The Sunday Mail
THIRTEEN-years after packing his bags and high-tailing it to the United States of America; Farai Mutatu is now ready to heed the call of his gaffer Tonderayi Ndiraya and comeback home to represent the country of his birth.
The 19-year-old Mutatu is one of many young Zimbabwean footballers dotted around the globe who are waiting on that all-important call.
Especially now, with the Under-23 Afcon qualifiers mere weeks away. Zimbabwe play Mozambique in the first round with the first leg set for Maputo on March 22 and the reverse fixture on March 26.
“It is always a dream for each and every player to represent his country, Zimbabwe is my home country and it will be an honour to play for the national team, no matter the age group,” said Mutatu.
His football journey began when his parents were forced to return to Zimbabwe from the United States of America in 2014 due to visa issues leaving behind the then 12-year- old and his four siblings. For someone who, after the unfortunate incident of 2014, had to endure two years without hearing the voice of his parents, the advent of social media has been a life saver. The Michigan State University forward is now closer to his country of birth than ever and donning the national team colours is no longer a dream but an achievable goal.
“It took me more than two years to hear the voice of my parents after they returned home in 2014 but thanks to WhatsApp, we now talk every day.
“They have been there telling me how it is like back home and over the years I have shared with them my dream of representing my country,” he said. For someone who strongly believes in spirituality, a call from Warriors manager Wellington Mpandare was the miracle he prayer for.
“My mom is a pastor, so she always motivates us (family) spiritually and to me receiving a call from the Warriors manager asking me if I was available for selection, was a miracle,” said Mutatu.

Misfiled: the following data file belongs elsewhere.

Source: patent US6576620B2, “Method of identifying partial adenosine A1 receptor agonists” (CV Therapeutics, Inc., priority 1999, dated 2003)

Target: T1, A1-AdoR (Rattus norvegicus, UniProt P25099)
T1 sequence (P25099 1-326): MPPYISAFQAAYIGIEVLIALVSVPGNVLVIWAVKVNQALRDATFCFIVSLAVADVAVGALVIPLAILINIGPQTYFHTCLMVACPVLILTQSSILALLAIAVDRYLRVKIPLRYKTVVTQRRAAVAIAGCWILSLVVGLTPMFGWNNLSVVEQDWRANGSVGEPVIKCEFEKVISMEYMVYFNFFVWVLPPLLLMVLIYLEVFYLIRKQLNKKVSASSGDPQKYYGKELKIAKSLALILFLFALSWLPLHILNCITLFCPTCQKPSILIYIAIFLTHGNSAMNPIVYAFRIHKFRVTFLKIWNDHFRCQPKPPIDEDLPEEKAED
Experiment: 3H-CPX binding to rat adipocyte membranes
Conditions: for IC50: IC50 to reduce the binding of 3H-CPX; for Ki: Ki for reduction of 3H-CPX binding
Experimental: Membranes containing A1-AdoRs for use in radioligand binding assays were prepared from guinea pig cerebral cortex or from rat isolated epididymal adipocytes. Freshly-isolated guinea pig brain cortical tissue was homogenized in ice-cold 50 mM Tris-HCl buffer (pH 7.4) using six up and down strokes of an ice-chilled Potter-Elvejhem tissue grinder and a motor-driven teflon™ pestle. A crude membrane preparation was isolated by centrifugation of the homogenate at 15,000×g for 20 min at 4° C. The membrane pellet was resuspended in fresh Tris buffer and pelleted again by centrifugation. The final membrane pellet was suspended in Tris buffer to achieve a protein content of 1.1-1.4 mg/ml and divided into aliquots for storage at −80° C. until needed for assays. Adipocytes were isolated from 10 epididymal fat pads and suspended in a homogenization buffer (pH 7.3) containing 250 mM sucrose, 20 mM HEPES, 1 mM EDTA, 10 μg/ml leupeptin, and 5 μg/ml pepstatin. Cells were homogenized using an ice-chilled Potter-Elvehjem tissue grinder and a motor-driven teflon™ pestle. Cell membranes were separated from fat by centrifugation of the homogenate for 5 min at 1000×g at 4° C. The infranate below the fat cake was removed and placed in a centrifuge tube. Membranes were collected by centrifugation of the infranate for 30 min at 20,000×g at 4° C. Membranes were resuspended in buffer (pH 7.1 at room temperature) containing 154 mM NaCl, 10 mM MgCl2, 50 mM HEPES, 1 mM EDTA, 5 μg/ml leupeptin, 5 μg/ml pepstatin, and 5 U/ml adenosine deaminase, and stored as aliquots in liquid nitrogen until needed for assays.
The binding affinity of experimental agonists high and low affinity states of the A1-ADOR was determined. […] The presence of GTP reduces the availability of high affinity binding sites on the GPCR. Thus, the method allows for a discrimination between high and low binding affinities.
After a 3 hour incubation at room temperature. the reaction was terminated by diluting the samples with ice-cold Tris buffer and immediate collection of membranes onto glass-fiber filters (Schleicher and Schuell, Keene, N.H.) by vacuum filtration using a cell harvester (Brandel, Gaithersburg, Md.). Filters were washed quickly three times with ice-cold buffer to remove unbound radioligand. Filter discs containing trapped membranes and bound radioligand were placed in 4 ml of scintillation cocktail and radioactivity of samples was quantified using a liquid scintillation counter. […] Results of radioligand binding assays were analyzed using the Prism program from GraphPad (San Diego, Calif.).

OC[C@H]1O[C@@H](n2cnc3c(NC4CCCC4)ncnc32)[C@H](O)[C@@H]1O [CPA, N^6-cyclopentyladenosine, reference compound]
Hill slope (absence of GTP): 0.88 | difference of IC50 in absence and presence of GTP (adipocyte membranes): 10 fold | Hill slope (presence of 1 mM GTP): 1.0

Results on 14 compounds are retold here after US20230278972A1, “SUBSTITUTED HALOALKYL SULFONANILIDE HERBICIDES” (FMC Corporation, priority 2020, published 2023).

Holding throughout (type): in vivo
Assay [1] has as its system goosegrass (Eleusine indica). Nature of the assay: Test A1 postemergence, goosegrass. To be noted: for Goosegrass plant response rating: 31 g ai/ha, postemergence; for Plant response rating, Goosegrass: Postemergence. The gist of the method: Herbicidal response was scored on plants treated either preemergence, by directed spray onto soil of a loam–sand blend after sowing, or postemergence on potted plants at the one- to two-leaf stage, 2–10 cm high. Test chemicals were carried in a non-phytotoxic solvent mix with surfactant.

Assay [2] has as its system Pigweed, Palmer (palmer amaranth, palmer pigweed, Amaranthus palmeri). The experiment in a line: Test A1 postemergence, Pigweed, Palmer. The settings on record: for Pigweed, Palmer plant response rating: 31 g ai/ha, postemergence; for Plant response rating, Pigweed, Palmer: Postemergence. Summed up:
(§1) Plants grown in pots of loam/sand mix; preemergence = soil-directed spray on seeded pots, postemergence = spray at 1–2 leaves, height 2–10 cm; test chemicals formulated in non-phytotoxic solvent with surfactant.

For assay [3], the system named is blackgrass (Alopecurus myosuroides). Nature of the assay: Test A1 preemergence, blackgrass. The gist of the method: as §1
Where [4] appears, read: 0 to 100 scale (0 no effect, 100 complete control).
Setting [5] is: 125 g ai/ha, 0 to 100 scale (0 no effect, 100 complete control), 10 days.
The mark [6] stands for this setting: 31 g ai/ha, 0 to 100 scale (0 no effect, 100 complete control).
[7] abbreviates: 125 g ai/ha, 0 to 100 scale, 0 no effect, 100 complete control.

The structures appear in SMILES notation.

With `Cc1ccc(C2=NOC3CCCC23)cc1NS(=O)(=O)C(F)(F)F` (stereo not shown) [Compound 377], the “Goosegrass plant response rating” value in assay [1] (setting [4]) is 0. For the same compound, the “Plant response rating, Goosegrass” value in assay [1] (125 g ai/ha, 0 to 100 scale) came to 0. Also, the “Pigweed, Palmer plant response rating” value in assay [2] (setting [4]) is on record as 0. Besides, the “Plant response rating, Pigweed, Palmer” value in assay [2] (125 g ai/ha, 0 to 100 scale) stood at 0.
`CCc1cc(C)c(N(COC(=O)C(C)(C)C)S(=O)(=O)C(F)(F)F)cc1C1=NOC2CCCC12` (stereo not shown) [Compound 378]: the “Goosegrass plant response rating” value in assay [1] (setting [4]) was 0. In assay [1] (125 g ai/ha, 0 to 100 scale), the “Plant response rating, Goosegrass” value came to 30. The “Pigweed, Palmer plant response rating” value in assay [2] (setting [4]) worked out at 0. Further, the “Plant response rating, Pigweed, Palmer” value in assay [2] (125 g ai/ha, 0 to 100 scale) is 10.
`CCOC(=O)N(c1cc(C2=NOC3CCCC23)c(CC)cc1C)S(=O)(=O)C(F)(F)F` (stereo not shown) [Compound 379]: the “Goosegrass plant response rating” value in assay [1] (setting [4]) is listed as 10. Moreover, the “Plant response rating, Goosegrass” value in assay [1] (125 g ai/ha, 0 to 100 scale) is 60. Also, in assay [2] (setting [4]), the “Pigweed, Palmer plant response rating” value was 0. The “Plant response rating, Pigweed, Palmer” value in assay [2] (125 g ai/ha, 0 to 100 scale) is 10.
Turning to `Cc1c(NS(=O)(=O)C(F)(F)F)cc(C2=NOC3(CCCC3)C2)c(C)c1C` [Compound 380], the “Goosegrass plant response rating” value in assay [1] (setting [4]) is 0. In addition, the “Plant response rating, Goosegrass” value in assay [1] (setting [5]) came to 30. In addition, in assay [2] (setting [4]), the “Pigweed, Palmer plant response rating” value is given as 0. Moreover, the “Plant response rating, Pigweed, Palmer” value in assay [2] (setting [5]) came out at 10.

Every time Mutatu scores a goal he points to the sky, a trademark celebration that is dedicated to his parents who are 14 000km away.
“If I score a goal, I just point up. It’s not me, it’s from above. I think about my mom and my dad. It’s one of those things to be far from home but they still motivate me and have kept me going over the years,” said Mutatu.
In 2016 Mutatu was selected to be part of the US Soccer Under-16 national team but failed to break into the team because of citizenship issues.
“With time I have realised that my heart is with Zimbabwe and I am choosing to play for the Zimbabwe national team,” says Mutatu.
His dream of donning the Young Warriors jersey may come true on March 22 when Zimbabwe play Mozambique in the first round qualify of the U-23 Afcon qualifiers.
Young Warriors coach Tonderai Ndiraya who is expected to announce the squad this week revealed that they will give a chance to all players that are available.
“We have received the videos of many players outside our boarders and I am pleased that we have abundant talent which we can use as a foundation for our senior national team,” said Ndiraya.